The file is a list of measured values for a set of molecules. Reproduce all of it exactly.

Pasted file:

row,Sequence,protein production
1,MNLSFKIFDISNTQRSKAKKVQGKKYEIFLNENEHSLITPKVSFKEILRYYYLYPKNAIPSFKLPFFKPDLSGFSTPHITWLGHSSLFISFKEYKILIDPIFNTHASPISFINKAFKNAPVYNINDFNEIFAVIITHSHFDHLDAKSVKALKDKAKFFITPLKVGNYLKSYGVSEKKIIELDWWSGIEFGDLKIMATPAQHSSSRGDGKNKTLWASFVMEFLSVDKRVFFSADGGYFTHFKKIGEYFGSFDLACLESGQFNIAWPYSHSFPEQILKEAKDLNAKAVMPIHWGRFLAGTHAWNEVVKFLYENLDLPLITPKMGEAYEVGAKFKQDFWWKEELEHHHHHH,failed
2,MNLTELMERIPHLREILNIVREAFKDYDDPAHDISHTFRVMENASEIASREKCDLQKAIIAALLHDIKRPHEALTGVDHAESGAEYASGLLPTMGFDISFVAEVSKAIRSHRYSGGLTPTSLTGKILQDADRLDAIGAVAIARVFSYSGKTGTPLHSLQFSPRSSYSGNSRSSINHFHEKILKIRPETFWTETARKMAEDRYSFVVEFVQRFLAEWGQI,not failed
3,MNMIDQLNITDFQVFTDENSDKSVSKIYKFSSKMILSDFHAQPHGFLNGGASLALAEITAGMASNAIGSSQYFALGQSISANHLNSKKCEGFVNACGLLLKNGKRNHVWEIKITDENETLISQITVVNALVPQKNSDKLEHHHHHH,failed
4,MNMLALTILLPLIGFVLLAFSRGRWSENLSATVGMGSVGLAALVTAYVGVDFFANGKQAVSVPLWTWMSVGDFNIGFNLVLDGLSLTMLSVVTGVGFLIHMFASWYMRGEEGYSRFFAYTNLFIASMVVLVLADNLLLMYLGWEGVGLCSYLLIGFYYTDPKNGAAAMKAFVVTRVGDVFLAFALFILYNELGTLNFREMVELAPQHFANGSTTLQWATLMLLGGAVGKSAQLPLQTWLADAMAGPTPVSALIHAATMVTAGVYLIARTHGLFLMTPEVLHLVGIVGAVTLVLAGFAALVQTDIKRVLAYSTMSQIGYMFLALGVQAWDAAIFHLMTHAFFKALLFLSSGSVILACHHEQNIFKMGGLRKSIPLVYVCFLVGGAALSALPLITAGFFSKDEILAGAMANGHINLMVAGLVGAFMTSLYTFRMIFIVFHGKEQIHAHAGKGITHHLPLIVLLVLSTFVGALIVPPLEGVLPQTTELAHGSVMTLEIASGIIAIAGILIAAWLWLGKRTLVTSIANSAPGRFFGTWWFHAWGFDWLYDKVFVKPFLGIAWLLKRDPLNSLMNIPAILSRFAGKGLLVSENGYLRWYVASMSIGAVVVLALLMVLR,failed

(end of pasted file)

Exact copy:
row,Sequence,protein production
1,MNLSFKIFDISNTQRSKAKKVQGKKYEIFLNENEHSLITPKVSFKEILRYYYLYPKNAIPSFKLPFFKPDLSGFSTPHITWLGHSSLFISFKEYKILIDPIFNTHASPISFINKAFKNAPVYNINDFNEIFAVIITHSHFDHLDAKSVKALKDKAKFFITPLKVGNYLKSYGVSEKKIIELDWWSGIEFGDLKIMATPAQHSSSRGDGKNKTLWASFVMEFLSVDKRVFFSADGGYFTHFKKIGEYFGSFDLACLESGQFNIAWPYSHSFPEQILKEAKDLNAKAVMPIHWGRFLAGTHAWNEVVKFLYENLDLPLITPKMGEAYEVGAKFKQDFWWKEELEHHHHHH,failed
2,MNLTELMERIPHLREILNIVREAFKDYDDPAHDISHTFRVMENASEIASREKCDLQKAIIAALLHDIKRPHEALTGVDHAESGAEYASGLLPTMGFDISFVAEVSKAIRSHRYSGGLTPTSLTGKILQDADRLDAIGAVAIARVFSYSGKTGTPLHSLQFSPRSSYSGNSRSSINHFHEKILKIRPETFWTETARKMAEDRYSFVVEFVQRFLAEWGQI,not failed
3,MNMIDQLNITDFQVFTDENSDKSVSKIYKFSSKMILSDFHAQPHGFLNGGASLALAEITAGMASNAIGSSQYFALGQSISANHLNSKKCEGFVNACGLLLKNGKRNHVWEIKITDENETLISQITVVNALVPQKNSDKLEHHHHHH,failed
4,MNMLALTILLPLIGFVLLAFSRGRWSENLSATVGMGSVGLAALVTAYVGVDFFANGKQAVSVPLWTWMSVGDFNIGFNLVLDGLSLTMLSVVTGVGFLIHMFASWYMRGEEGYSRFFAYTNLFIASMVVLVLADNLLLMYLGWEGVGLCSYLLIGFYYTDPKNGAAAMKAFVVTRVGDVFLAFALFILYNELGTLNFREMVELAPQHFANGSTTLQWATLMLLGGAVGKSAQLPLQTWLADAMAGPTPVSALIHAATMVTAGVYLIARTHGLFLMTPEVLHLVGIVGAVTLVLAGFAALVQTDIKRVLAYSTMSQIGYMFLALGVQAWDAAIFHLMTHAFFKALLFLSSGSVILACHHEQNIFKMGGLRKSIPLVYVCFLVGGAALSALPLITAGFFSKDEILAGAMANGHINLMVAGLVGAFMTSLYTFRMIFIVFHGKEQIHAHAGKGITHHLPLIVLLVLSTFVGALIVPPLEGVLPQTTELAHGSVMTLEIASGIIAIAGILIAAWLWLGKRTLVTSIANSAPGRFFGTWWFHAWGFDWLYDKVFVKPFLGIAWLLKRDPLNSLMNIPAILSRFAGKGLLVSENGYLRWYVASMSIGAVVVLALLMVLR,failed